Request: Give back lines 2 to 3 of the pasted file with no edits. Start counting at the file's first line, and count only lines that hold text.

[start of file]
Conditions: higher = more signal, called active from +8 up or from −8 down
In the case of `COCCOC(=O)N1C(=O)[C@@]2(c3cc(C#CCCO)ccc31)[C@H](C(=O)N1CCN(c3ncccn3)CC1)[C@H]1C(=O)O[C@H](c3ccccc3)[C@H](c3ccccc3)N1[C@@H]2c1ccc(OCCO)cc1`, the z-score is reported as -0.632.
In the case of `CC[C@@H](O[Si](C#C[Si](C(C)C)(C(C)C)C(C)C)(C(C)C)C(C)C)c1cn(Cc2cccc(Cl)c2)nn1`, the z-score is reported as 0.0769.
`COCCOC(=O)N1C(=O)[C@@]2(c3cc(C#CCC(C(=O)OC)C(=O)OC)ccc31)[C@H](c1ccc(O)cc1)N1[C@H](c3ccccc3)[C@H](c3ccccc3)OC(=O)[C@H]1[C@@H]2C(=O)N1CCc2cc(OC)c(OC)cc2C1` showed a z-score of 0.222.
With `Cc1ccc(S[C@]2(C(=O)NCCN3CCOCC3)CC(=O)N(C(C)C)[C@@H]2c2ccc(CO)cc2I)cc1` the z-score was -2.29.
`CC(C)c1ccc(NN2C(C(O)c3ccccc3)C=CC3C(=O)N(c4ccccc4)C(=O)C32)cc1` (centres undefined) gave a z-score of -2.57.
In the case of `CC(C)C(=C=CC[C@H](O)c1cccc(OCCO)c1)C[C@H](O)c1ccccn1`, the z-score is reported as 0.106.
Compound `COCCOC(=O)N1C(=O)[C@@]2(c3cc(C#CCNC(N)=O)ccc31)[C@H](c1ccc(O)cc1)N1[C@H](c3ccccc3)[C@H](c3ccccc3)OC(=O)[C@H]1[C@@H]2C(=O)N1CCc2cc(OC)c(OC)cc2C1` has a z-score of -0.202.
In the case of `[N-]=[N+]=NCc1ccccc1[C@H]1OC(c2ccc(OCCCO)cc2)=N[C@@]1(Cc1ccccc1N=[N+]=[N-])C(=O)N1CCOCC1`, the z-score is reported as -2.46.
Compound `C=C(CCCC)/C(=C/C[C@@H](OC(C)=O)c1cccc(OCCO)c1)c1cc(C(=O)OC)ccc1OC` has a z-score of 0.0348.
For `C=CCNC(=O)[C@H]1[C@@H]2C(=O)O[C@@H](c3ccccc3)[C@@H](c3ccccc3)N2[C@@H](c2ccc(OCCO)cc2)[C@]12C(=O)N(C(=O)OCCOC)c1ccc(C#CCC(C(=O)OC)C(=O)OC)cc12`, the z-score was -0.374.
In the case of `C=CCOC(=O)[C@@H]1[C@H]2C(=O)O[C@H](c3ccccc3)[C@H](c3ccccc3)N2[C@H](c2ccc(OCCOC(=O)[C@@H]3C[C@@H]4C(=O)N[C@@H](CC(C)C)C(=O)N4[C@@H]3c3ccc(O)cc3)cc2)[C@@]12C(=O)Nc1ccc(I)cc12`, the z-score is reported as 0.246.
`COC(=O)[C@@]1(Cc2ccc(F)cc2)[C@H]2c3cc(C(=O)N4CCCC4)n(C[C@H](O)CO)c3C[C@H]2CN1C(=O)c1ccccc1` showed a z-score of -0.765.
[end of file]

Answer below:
In the case of `COCCOC(=O)N1C(=O)[C@@]2(c3cc(C#CCCO)ccc31)[C@H](C(=O)N1CCN(c3ncccn3)CC1)[C@H]1C(=O)O[C@H](c3ccccc3)[C@H](c3ccccc3)N1[C@@H]2c1ccc(OCCO)cc1`, the z-score is reported as -0.632.
In the case of `CC[C@@H](O[Si](C#C[Si](C(C)C)(C(C)C)C(C)C)(C(C)C)C(C)C)c1cn(Cc2cccc(Cl)c2)nn1`, the z-score is reported as 0.0769.